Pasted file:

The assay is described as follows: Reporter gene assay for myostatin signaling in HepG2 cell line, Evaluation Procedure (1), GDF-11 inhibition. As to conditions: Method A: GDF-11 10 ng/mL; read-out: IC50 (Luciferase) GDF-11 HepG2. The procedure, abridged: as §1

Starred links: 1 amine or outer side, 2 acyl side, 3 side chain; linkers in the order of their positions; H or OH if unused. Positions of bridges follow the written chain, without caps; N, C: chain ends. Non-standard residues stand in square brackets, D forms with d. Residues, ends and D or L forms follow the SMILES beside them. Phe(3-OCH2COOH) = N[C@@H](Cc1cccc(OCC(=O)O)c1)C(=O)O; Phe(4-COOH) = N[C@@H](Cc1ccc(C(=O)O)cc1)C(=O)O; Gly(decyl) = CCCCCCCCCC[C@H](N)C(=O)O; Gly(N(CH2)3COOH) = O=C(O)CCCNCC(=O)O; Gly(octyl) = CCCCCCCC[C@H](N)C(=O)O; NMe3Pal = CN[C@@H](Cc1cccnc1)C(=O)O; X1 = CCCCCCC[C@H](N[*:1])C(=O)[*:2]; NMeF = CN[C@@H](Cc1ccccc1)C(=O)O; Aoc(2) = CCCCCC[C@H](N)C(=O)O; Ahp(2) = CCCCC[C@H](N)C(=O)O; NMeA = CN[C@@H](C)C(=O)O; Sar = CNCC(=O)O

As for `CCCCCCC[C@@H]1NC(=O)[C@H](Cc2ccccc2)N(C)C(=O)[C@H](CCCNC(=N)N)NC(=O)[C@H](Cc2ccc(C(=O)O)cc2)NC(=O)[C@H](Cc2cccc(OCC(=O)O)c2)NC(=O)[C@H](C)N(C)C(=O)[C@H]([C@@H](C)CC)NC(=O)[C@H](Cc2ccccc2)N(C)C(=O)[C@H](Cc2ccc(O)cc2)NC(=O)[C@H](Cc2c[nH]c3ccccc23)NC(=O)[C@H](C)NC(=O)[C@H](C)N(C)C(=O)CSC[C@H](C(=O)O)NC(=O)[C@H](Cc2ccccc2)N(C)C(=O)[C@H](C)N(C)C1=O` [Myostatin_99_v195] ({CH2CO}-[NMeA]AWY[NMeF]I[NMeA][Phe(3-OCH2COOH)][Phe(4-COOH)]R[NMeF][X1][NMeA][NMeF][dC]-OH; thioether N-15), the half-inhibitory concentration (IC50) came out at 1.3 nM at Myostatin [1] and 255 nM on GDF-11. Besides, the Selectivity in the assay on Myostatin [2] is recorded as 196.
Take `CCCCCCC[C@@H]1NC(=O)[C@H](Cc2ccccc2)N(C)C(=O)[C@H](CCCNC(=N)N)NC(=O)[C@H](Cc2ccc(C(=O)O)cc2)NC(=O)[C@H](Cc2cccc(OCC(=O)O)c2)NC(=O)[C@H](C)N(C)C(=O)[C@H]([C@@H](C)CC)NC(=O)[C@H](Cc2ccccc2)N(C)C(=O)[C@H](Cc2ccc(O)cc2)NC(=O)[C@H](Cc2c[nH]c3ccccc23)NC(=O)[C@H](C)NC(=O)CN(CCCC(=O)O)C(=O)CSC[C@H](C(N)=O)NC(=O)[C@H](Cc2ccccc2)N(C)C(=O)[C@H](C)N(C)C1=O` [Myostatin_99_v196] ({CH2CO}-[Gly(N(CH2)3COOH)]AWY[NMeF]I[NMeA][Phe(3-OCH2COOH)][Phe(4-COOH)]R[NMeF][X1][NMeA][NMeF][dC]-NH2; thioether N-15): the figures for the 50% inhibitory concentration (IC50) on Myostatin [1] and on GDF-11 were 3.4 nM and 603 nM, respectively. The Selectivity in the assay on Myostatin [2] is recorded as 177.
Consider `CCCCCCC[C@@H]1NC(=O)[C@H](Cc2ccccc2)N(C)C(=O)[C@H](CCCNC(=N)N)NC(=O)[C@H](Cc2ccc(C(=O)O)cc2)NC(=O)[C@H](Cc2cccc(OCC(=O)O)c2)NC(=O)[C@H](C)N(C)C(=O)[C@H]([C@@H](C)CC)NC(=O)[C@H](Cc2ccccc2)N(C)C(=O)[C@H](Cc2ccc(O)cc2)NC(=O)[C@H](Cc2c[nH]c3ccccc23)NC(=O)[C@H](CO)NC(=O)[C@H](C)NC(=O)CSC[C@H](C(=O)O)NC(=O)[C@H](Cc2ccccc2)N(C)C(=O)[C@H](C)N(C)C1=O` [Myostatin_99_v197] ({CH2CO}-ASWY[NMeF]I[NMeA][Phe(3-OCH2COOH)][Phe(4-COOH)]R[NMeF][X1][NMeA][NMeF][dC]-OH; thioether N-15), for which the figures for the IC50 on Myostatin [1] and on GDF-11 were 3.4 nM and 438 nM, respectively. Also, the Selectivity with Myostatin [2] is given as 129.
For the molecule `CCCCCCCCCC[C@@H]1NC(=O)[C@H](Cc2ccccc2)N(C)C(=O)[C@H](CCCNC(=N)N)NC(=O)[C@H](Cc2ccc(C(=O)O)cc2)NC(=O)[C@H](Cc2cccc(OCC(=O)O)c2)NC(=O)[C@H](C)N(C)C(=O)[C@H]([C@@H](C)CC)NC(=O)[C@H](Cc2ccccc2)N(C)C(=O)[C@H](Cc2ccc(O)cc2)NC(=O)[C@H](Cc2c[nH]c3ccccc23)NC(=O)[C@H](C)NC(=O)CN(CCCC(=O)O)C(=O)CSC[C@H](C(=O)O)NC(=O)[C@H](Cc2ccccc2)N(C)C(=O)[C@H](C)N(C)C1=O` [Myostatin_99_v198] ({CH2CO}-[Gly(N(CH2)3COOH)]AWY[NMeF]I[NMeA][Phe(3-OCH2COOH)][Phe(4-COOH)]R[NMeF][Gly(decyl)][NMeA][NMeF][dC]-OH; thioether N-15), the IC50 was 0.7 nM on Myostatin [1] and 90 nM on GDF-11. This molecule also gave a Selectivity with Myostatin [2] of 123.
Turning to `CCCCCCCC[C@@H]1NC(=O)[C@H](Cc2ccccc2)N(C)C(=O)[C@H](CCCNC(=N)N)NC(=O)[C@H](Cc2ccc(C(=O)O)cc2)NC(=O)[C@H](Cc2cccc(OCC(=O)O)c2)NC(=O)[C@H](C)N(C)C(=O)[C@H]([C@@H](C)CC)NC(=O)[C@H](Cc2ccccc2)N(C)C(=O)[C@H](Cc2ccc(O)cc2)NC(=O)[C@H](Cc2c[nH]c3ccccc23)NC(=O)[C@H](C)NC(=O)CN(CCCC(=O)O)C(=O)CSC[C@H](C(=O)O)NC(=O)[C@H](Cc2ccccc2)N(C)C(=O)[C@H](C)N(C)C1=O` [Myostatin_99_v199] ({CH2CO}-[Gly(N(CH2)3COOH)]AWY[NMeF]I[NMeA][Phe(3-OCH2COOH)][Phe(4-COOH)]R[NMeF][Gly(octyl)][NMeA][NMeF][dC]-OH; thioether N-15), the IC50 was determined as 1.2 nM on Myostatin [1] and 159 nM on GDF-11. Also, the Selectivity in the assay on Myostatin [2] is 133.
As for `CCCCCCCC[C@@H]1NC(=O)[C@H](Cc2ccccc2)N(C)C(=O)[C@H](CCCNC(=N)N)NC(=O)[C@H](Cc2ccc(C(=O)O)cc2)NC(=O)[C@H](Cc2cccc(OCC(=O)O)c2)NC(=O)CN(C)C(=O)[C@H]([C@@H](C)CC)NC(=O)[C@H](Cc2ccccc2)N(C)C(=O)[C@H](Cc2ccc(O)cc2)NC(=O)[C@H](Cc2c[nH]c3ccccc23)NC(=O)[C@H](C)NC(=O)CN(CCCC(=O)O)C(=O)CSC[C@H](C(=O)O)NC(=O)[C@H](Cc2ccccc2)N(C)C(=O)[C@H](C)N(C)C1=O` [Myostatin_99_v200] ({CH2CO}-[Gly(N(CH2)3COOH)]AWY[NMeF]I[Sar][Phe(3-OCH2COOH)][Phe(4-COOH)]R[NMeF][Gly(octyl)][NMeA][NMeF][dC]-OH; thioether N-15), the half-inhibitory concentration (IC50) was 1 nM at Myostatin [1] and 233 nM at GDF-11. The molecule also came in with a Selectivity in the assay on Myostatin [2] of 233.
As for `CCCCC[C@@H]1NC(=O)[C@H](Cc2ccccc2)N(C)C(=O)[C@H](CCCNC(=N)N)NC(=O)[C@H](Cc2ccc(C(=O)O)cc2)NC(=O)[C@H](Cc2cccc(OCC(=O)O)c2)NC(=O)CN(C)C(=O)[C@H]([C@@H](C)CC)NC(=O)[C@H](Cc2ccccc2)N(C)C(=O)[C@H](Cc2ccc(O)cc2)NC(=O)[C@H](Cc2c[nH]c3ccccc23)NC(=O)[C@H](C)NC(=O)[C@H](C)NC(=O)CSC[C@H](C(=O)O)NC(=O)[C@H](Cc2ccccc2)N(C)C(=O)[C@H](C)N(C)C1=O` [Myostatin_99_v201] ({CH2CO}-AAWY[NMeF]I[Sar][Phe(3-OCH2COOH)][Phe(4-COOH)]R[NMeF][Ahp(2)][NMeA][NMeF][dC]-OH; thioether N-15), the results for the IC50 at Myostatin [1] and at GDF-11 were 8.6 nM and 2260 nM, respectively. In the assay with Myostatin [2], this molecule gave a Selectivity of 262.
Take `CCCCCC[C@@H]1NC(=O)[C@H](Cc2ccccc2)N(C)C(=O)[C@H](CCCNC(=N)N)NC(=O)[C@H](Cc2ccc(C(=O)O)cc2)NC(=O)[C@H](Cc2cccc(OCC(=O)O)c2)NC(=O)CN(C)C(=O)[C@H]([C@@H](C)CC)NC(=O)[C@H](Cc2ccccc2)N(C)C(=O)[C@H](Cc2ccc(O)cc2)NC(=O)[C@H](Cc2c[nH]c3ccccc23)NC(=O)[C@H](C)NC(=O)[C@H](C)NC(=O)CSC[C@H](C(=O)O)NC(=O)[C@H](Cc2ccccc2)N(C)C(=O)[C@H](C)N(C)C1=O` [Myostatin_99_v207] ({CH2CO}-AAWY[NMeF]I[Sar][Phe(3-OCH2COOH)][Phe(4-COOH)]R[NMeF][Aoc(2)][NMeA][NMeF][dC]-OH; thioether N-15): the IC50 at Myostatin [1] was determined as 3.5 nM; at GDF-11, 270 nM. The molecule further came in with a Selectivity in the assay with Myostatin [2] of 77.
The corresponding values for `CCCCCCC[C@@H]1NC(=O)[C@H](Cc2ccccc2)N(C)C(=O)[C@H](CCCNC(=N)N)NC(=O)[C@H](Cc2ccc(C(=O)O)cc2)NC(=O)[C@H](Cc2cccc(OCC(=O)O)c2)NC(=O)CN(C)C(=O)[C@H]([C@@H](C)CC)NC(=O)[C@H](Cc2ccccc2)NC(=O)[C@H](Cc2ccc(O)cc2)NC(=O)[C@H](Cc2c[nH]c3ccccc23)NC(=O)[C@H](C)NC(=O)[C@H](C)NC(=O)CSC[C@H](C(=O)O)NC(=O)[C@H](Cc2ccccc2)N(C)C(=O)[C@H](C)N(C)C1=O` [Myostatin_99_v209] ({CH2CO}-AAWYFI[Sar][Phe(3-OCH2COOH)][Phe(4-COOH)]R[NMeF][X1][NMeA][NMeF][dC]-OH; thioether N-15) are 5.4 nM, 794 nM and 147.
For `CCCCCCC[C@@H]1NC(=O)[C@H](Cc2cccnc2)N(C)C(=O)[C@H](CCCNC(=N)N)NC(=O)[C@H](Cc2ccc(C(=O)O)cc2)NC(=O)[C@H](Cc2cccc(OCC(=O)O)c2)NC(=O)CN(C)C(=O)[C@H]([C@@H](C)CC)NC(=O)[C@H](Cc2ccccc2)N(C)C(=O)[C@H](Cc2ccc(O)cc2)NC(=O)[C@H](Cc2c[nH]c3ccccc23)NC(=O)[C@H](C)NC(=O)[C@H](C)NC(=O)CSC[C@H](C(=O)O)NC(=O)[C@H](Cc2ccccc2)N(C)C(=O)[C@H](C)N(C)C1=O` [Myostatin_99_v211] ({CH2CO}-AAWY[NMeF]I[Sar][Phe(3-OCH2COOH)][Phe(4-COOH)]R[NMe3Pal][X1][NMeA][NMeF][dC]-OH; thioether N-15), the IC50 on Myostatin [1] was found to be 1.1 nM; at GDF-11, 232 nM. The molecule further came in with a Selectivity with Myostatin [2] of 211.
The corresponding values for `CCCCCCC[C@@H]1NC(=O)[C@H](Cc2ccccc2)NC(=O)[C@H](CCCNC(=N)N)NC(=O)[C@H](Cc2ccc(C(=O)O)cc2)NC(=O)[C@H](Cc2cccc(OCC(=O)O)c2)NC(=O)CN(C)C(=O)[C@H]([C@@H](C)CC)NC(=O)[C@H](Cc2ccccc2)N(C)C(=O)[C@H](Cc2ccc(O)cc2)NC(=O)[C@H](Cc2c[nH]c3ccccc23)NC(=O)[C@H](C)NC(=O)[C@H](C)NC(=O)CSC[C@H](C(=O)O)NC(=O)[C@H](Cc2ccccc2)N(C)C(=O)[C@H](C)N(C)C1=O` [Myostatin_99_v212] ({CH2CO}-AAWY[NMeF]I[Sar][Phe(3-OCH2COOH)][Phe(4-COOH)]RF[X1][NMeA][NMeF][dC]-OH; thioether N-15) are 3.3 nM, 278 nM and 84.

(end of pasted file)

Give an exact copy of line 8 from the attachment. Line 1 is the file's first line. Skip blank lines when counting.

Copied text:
As for `CCCCCCCC[C@@H]1NC(=O)[C@H](Cc2ccccc2)N(C)C(=O)[C@H](CCCNC(=N)N)NC(=O)[C@H](Cc2ccc(C(=O)O)cc2)NC(=O)[C@H](Cc2cccc(OCC(=O)O)c2)NC(=O)CN(C)C(=O)[C@H]([C@@H](C)CC)NC(=O)[C@H](Cc2ccccc2)N(C)C(=O)[C@H](Cc2ccc(O)cc2)NC(=O)[C@H](Cc2c[nH]c3ccccc23)NC(=O)[C@H](C)NC(=O)CN(CCCC(=O)O)C(=O)CSC[C@H](C(=O)O)NC(=O)[C@H](Cc2ccccc2)N(C)C(=O)[C@H](C)N(C)C1=O` [Myostatin_99_v200] ({CH2CO}-[Gly(N(CH2)3COOH)]AWY[NMeF]I[Sar][Phe(3-OCH2COOH)][Phe(4-COOH)]R[NMeF][Gly(octyl)][NMeA][NMeF][dC]-OH; thioether N-15), the half-inhibitory concentration (IC50) was 1 nM at Myostatin [1] and 233 nM at GDF-11. The molecule also came in with a Selectivity in the assay on Myostatin [2] of 233.